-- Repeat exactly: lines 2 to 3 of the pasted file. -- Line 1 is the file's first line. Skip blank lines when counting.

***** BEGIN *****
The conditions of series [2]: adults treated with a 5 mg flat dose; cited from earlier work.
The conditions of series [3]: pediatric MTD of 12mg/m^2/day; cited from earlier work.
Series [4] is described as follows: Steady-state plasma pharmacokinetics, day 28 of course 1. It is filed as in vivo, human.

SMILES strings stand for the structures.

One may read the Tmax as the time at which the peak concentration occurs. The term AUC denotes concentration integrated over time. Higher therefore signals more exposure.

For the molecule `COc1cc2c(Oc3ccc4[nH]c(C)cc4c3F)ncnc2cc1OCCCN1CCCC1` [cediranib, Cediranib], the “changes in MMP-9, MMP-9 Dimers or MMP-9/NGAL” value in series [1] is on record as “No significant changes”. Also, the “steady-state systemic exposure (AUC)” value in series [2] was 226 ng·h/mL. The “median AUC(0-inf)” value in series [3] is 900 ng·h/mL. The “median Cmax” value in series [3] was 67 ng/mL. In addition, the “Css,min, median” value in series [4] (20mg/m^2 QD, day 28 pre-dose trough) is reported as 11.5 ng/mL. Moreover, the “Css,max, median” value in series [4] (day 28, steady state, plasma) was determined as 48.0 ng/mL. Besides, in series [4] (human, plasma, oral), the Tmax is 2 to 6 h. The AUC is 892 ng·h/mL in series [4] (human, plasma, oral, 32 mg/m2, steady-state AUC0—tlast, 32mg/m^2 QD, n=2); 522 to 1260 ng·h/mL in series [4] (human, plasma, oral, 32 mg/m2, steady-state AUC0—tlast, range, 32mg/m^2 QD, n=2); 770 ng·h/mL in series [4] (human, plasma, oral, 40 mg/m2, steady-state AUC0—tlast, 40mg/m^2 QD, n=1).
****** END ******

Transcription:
The conditions of series [3]: pediatric MTD of 12mg/m^2/day; cited from earlier work.
Series [4] is described as follows: Steady-state plasma pharmacokinetics, day 28 of course 1. It is filed as in vivo, human.